Everything is faster this time. This year’s Volvo Ocean Race will take seven months, compared with nine months in 2001/02. The VO70 boats are light-weight monsters, with a sail area the size of three tennis courts.
But is this a good thing or a bad thing, from a strictly medical perspective?
”I believe this race is more demanding”, says stress scientist, Hans Bäck.
”Last time, the boats had a crew of twelve. This time, ten people will drive a boat ten feet longer. This makes a massive difference”.
During the last race, Hans Bäck carried out a stress study on the SEB boat. The twelve crew provided samples of saliva and blood, both at sea and in harbour. The samples were used to measure the concentration of the biological stress markers cortisol and blood sugar. The testosterone content was also tested, which gives a measure of the body’s ability to repair itself.
A normal cortisol level is high in the morning. During the day, it declines, and almost reaches zero during the night. A person who is exhausted or burnt out has a flat curve.
”Even at the start, the crew had low cortisol values”, says Hans Bäck. ”They had serious rudder problems, and had not had sufficient rest”.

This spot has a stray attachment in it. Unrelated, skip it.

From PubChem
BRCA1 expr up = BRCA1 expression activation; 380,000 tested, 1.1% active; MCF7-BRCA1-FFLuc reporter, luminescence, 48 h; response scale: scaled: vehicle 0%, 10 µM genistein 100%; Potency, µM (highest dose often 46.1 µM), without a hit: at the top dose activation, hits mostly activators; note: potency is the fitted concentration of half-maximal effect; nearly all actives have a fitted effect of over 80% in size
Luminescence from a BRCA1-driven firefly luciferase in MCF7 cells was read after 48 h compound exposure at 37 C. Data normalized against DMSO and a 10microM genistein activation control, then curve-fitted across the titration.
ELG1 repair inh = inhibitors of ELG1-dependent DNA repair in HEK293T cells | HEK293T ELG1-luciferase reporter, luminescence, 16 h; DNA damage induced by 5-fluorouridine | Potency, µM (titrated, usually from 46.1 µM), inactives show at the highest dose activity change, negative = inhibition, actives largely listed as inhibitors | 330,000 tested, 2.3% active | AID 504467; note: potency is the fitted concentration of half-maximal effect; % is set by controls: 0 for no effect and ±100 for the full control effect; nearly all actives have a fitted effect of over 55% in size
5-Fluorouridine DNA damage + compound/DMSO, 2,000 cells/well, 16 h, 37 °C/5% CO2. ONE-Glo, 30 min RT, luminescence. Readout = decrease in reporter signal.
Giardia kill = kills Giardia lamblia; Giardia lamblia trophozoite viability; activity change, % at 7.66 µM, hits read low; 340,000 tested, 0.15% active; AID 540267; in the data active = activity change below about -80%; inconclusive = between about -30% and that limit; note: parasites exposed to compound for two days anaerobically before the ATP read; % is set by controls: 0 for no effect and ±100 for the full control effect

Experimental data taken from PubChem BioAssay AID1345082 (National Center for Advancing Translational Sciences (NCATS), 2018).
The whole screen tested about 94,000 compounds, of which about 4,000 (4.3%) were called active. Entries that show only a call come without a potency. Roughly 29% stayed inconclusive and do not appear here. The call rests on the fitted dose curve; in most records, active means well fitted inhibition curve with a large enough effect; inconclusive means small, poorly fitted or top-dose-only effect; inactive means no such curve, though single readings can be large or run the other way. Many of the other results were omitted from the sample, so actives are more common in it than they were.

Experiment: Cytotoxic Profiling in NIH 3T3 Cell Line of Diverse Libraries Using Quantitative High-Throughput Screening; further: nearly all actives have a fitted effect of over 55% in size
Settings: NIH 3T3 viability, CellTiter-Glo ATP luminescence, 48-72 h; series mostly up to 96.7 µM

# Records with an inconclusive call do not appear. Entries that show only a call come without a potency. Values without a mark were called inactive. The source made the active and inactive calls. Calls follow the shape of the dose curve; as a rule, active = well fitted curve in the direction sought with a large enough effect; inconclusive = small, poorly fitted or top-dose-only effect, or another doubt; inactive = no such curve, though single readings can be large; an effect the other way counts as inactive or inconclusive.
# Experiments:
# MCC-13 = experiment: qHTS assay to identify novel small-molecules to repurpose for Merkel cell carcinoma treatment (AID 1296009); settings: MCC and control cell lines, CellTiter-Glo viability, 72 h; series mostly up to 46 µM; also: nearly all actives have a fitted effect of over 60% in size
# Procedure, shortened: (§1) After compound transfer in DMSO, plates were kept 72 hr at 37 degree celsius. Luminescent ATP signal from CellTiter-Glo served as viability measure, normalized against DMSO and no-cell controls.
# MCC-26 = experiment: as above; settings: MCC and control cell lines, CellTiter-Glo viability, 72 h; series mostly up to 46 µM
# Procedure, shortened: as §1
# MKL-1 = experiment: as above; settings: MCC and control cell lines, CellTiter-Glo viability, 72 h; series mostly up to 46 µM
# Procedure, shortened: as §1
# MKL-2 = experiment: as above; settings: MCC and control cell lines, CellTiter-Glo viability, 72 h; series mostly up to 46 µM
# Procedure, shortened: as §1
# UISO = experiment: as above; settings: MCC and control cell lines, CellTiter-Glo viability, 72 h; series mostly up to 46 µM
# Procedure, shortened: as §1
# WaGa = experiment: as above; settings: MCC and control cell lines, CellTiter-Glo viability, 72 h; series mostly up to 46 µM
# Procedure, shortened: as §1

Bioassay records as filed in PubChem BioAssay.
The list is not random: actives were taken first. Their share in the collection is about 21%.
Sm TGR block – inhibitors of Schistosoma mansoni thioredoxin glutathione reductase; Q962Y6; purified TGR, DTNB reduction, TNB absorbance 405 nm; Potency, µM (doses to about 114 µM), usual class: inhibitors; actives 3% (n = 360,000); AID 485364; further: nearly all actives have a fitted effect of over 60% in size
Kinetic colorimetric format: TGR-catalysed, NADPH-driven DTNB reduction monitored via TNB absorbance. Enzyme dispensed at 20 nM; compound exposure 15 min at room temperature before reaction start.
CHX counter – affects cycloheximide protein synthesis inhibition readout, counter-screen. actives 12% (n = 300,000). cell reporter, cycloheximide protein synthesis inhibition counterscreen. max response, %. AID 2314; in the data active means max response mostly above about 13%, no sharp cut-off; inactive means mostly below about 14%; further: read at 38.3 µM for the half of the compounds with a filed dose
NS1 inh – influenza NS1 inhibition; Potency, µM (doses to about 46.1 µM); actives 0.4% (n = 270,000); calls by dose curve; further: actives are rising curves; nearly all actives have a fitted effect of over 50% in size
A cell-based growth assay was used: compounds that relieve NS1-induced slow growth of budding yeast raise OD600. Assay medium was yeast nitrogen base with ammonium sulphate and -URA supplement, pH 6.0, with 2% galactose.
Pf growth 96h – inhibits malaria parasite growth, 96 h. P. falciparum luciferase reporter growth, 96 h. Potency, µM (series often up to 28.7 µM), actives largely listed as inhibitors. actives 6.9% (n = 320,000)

Their blood sugar levels also indicated stress. Normal values vary between 3.5 and 5.5. The average of the twelve crew was 5.1. Two of them were over 5.5, which is into the diabetes level.
The study showed that the stages in the southern hemisphere caused the most mental stress. This is hardly surprising, since the route went close to Antarctica, where the risk of collision with icebergs is high. The small ones are particularly treacherous, since they do not show up on the radar.
”The stress there is enormous”, says Hans Bäck.
”The cold makes everything difficult. Add to that the risk of collision with ice. During the night, crew members have to keep a constant watch with searchlights from the foredeck.
To reduce the risks, the rounding marks in this year’s Volvo Ocean Race are further north, where the winds are less strong and the number of days with arctic temperatures and icebergs are fewer.
The most startling result of the stress study was how rapidly the crews’ values returned to normal. After the stopover in Brazil, mental stress fell. The crew knew they were in control of the situation. Despite the continued physical stress, the body began to recover, slowly but surely.
”When they arrived in Rio, their cortisol curves were totally flat. They had no energy left. But after three weeks in port, the curves were fine”.
The intensive stress did no permanent damage. The testosterone levels fell for eleven of the twelve crew on passage to Rio, but were normal again when they reached the finish line. The blood sugar levels gradually declined, and averaged 4.0 when the race finished in June 2002. One month later, the average was 3.9.
”These are professional sailors. They are elite athletes”, says Hans Bäck.
”You must be exceptionally fit to cope with the Volvo Ocean Race, both physically and mentally”.
Fore pictures and more information concerning the Volvo Ocean Race, please go to http://www.volvooceanrace.org/multimedia/